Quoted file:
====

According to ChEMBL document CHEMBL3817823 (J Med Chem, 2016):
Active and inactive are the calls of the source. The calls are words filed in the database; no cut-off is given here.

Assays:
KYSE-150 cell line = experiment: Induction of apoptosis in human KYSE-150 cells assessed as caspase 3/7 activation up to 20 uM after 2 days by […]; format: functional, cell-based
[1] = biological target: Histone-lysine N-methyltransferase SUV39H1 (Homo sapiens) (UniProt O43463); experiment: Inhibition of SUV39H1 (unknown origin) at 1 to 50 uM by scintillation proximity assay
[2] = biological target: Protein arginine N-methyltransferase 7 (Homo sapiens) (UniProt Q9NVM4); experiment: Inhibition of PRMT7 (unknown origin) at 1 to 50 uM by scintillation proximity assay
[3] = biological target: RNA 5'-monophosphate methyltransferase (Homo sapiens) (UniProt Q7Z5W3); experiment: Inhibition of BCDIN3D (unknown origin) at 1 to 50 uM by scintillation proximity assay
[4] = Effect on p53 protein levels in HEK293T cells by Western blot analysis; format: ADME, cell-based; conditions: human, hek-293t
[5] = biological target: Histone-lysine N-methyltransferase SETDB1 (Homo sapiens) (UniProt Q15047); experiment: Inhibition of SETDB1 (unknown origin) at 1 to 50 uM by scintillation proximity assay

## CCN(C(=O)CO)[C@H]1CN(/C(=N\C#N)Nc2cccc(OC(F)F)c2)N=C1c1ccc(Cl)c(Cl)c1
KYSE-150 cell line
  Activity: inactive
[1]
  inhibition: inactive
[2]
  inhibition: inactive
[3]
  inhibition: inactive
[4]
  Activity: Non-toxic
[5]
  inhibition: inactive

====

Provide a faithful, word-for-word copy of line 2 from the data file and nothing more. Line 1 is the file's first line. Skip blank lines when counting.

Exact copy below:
Active and inactive are the calls of the source. The calls are words filed in the database; no cut-off is given here.